George H.W. Bush, a president with a complicated Jewish legacy, dies at 94

President George H.W. Bush speaking in 1993. (Jewish Chronicle/Heritage Images/Getty Images)

WASHINGTON (JTA) – George H.W. Bush, the one-term president whose public grappling with Jewish leaders made headlines while his private interventions helped bring tens of thousands of Jews out of danger, has died.

Bush, 94, died Friday at his home in Houston, his family said, less than a year after the passing of his beloved wife of 73 years, Barbara.

His failed 1992 re-election bid marked a low point in relations between Republicans and the Jewish community. Bush scored just 11 percent of the Jewish vote in that contest, one-third of what he garnered four years earlier, his 1988 victory over Michael Dukakis.

The Bush presidency was marked by tensions both with Israeli Prime Minister Yitzhak Shamir and the American Jewish leadership.

In 1991, Bush lashed out at pro-Israel activists who had flooded Congress in response to the president’s reluctance to approve loan guarantees requested by Israel to help absorb hundreds of thousands of Jews from the just-collapsed Soviet Union.

Bush called himself “one lonely guy” battling “a thousand lobbyists on the Hill.” Jewish leaders resented the insinuation that the pro-Israel community was possessed of a power sinister enough to unsettle the leader of the free world as borderline anti-Semitic. The “one lonely guy” comment haunted Bush thereafter, with even Republican Jews apt to use the first Bush presidency as a signifier of how far they had traveled in attracting Jewish support.

President George H.W. Bush listens to Israeli Prime Minister Yitzhak Rabin answer questions at a joint news conference at Bush’s home in Kennebunkport, Maine, Aug. 11, 1992. (Paul J. Richards/AFP/Getty Images)

Yet that was hardly the whole story. Less remembered was how, as Ronald Reagan’s vice president, Bush quietly helped engineer some of the pivotal moments in the effort to bring Jews out of the former Soviet Union, Ethiopia and Syria.

“When you add up the Jews he saved, he will be a great tzaddik,” Abraham Foxman, the Anti-Defamation League’s former national director, said in 2013, using the Hebrew word for “righteous man.”

Bush was deeply involved in foreign policy as vice president, and Jewish leaders said he helped orchestrate the dramatic seder hosted by Secretary of State George Schultz at the U.S. Embassy in Moscow in 1987.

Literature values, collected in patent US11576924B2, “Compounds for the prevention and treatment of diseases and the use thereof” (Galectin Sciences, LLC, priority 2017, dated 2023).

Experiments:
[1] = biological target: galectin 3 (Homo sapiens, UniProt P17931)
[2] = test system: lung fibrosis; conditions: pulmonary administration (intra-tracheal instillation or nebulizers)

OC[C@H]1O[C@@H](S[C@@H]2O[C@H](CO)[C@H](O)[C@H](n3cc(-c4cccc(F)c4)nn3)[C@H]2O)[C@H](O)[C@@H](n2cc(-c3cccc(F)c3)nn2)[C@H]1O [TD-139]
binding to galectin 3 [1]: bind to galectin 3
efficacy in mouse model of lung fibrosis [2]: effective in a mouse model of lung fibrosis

He also ignored advice from much of his national security team in 1991 – the very period when he was in the throes of his most difficult arguments with Jewish leaders – and approved American overtures to the Mengistu regime in Ethiopia that resulted in Operation Solomon, which brought 15,000 Jews to Israel. Among other things, Bush secured a “golden parachute” for Mengistu Haile Mariam, the dictator who was already plotting his escape to luxurious exile in Zimbabwe.

Bush also was instrumental in persuading Hafez Assad, the Syrian dictator, to allow young Jewish women to leave Syria for New York so they could be matched with men in the Syrian Jewish community.

While some of these actions were secret at the time, Bush was averse to claiming responsibility even in subsequent years.

“He was a man who was old school,” said Marshall Breger, who was the liaison to the Jewish community under Reagan and Bush. “With him, you had the sense of him being private about his feelings and sensitive to the notion that he might be seen as vain and saccharine towards other with overstatements.”

Breger recalled traveling in the backseat of a car with Bush to dedicate the new quarters of the National Museum of American Jewish Military History, in 1984. Part of the dedication included the affixing of a mezuzah, and Breger attempted to hand Bush a yarmulke. Bush wouldn’t take it.

Breger pointed out that he had secured a camouflage yarmulke for the occasion, but that seemed to make matters worse.